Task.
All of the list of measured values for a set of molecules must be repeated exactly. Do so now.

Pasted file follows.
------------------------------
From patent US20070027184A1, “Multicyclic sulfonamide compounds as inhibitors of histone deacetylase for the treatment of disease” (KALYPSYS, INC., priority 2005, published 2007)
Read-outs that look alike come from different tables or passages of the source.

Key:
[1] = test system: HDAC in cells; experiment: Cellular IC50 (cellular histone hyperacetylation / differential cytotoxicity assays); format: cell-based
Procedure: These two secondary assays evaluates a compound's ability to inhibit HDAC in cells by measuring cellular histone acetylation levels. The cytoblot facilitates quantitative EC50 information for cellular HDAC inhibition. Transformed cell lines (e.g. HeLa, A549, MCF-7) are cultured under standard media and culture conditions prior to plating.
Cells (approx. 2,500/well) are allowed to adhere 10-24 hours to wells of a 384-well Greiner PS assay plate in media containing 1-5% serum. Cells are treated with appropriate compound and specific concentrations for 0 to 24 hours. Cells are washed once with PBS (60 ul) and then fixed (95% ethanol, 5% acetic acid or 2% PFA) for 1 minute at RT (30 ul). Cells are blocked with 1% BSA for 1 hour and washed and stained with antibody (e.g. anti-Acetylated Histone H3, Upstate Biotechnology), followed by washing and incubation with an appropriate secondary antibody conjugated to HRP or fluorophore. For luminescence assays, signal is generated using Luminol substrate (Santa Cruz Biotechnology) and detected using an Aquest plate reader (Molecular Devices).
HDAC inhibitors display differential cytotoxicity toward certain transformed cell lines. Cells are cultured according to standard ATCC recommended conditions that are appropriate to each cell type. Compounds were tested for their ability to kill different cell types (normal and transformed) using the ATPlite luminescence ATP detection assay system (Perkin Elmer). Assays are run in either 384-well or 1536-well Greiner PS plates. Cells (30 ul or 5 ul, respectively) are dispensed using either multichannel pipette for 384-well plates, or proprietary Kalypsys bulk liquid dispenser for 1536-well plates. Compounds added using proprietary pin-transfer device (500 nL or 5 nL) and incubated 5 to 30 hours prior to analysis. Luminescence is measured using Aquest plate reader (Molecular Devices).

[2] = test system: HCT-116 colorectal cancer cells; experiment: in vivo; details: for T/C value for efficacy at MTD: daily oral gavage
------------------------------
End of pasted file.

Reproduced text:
From patent US20070027184A1, “Multicyclic sulfonamide compounds as inhibitors of histone deacetylase for the treatment of disease” (KALYPSYS, INC., priority 2005, published 2007)
Read-outs that look alike come from different tables or passages of the source.

Key:
[1] = test system: HDAC in cells; experiment: Cellular IC50 (cellular histone hyperacetylation / differential cytotoxicity assays); format: cell-based
Procedure: These two secondary assays evaluates a compound's ability to inhibit HDAC in cells by measuring cellular histone acetylation levels. The cytoblot facilitates quantitative EC50 information for cellular HDAC inhibition. Transformed cell lines (e.g. HeLa, A549, MCF-7) are cultured under standard media and culture conditions prior to plating.
Cells (approx. 2,500/well) are allowed to adhere 10-24 hours to wells of a 384-well Greiner PS assay plate in media containing 1-5% serum. Cells are treated with appropriate compound and specific concentrations for 0 to 24 hours. Cells are washed once with PBS (60 ul) and then fixed (95% ethanol, 5% acetic acid or 2% PFA) for 1 minute at RT (30 ul). Cells are blocked with 1% BSA for 1 hour and washed and stained with antibody (e.g. anti-Acetylated Histone H3, Upstate Biotechnology), followed by washing and incubation with an appropriate secondary antibody conjugated to HRP or fluorophore. For luminescence assays, signal is generated using Luminol substrate (Santa Cruz Biotechnology) and detected using an Aquest plate reader (Molecular Devices).
HDAC inhibitors display differential cytotoxicity toward certain transformed cell lines. Cells are cultured according to standard ATCC recommended conditions that are appropriate to each cell type. Compounds were tested for their ability to kill different cell types (normal and transformed) using the ATPlite luminescence ATP detection assay system (Perkin Elmer). Assays are run in either 384-well or 1536-well Greiner PS plates. Cells (30 ul or 5 ul, respectively) are dispensed using either multichannel pipette for 384-well plates, or proprietary Kalypsys bulk liquid dispenser for 1536-well plates. Compounds added using proprietary pin-transfer device (500 nL or 5 nL) and incubated 5 to 30 hours prior to analysis. Luminescence is measured using Aquest plate reader (Molecular Devices).

[2] = test system: HCT-116 colorectal cancer cells; experiment: in vivo; details: for T/C value for efficacy at MTD: daily oral gavage